Coury continues on that train of thought, “On top of that, we hope that the circuit will be beneficial for all involved whether that be athletes, local communities, and fans of the sport. I think an independent global tour of some of the world’s most historic and emblematic races is important, especially right now.”

Transgrancanaria was more recently part of the Spartan Trail World Championships after being part of the UTWT. As such, it’s not surprising that González adds, “At Transgrancanaria, we have always believed in ‘the power of alliances.’ Growing together, sharing, learning, and generating synergies. From all the projects we have participated in, we have always gained positive experiences.”

González explains why passion is an important part of the WTM, “Mountains have their own set of rules, different from those in cities. In races and among runners, there’s camaraderie, respect for nature, love, help, joy … Race organizations also need to embrace this philosophy to grow in a healthy manner and maintain our passion. So, let’s say we hope this becomes an ‘alliance of passionate organizations.'”

China’s Miao Yao and another runner on technical terrain during the 2018 Hong Kong 100k. Photo: iRunFar/Meghan Hicks

How Did the World Trail Majors Come Together?

The idea behind the World Trail Majors has been floating around for a few years. Brammar, who along with González were leaders of the founding process, shares, “If you look closely, you’ll see that six of the race directors were indeed part of the UTWT … When UTWT ceased existing (and once the COVID-19 pandemic was in the rear view mirror) the idea was floated of building an alliance of races from around the world that are independent and are focused on the best interests of the sport. Issues such as sustainability, runner safety, inclusivity, and increasing participation were at the forefront of our minds.”

When it came to pulling together events for World Trail Majors, Brammar notes, “The races we were looking for must also showcase the best trail running our respective locations have to offer. Swiss Canyon Trail and Québec Mega Trail are top quality races, which had also been co-operating with Madeira Island Ultra-Trail for a few years and attending each others’ events, so they were an obvious choice. And the South Downs Way 100 Mile came highly recommended as one of the U.K.’s best-loved long trail races. We are really excited to be working with each of these races and looking forward to building something great together.”

González relates, “This is a very recent alliance, and we are still building the foundation. Its inception was rather serendipitous; some of us were already contemplating healthier and more genuine alternatives to existing structures. Initially, it was easy to unite with former members of previous tours who decided to leave that ship and shared the same life philosophy. Others joined gradually through these initial members. The journey has only just begun, and many race organizers who believe in this free and genuine philosophy of race organization are already knocking on our doors.”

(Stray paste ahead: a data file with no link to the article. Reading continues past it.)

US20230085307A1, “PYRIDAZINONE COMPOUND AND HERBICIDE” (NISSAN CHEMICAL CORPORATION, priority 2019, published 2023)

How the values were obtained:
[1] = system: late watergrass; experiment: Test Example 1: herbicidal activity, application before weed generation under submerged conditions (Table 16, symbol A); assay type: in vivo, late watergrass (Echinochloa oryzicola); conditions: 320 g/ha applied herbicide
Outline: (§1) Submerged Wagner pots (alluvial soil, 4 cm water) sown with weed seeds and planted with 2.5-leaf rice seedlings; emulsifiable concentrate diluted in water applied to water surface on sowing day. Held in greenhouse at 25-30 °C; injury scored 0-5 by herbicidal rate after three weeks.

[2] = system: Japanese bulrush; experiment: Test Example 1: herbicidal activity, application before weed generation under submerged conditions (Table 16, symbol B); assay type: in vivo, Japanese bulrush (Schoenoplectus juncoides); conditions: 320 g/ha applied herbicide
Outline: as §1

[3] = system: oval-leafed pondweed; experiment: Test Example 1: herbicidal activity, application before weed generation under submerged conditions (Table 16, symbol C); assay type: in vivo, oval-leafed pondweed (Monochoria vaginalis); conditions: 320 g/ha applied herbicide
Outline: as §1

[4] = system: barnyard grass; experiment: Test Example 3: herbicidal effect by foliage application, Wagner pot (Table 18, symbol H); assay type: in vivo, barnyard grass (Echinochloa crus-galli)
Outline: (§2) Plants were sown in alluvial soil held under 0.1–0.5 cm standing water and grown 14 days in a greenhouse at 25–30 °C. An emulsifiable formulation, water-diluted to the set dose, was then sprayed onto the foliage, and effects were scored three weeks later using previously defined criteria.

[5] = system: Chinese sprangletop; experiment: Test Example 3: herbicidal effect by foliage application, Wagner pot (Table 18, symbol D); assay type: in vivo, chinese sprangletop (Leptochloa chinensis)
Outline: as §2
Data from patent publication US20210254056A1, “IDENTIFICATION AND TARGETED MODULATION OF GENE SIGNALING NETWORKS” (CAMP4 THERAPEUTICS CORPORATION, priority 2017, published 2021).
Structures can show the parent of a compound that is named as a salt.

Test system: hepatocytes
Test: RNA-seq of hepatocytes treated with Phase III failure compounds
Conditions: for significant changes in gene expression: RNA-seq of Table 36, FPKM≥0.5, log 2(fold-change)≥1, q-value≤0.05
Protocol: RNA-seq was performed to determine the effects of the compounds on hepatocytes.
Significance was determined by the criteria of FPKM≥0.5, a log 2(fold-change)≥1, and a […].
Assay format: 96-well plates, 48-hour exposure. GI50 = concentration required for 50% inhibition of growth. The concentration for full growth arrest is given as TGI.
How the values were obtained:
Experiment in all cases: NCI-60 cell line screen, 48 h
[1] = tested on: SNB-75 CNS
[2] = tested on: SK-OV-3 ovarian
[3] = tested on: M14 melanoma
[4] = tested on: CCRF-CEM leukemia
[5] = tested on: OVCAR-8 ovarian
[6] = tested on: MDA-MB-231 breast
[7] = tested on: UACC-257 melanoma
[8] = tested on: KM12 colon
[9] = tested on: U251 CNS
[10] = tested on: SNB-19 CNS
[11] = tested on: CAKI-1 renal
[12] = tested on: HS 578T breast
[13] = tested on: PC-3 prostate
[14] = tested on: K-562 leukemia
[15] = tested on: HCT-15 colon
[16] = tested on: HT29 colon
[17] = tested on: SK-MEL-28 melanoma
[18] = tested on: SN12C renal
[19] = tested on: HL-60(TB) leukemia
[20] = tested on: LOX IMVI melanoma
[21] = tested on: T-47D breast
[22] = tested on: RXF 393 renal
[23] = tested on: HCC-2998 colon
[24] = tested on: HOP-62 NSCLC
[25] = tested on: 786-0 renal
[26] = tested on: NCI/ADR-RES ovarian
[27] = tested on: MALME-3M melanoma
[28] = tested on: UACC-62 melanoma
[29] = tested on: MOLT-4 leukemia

Fotis Zisimopoulos - 2022 Ultra-Trail Cape Town 100 Mile champion

Fotis Zisimopoulos, 2022 Ultra-Trail Cape Town 100 Mile champion. Photo: Neville Sharwood

How Are the World Trail Majors Organized?

In contrast to various tours owned and operated by global corporations, Coury shares, “The league itself is run collectively by the member races on a very democratic level. There is not one single race that owns the series. There will be some shared staff members and resources to oversee series-wide communications, marketing, and coordination.”

Brammar confirms that, “[all] the races involved are equal and the structure is deliberately flat, democratic, and non-hierarchical.”

Operating as a confederation of equals will have its challenges, González acknowledges, “The path won’t be easy when you believe in a horizontal structure where everyone has an equal say, it can be slower and more complicated, but it’s the structure we’ve chosen and believe to be the fairest. We’ll fight to make it work.”

However, most of the race organizations that are currently part of the WTM have experience with participating in global tours. González notes, “I’ve learned a lot from past experiences. There are various interests within current trail running organizations. The most important thing is to be cautious of ‘power intoxication’ as that’s when alliances tend to break and differences arise. Maintaining the philosophy with humility and camaraderie is not easy, but it’s the only way to endure over time.”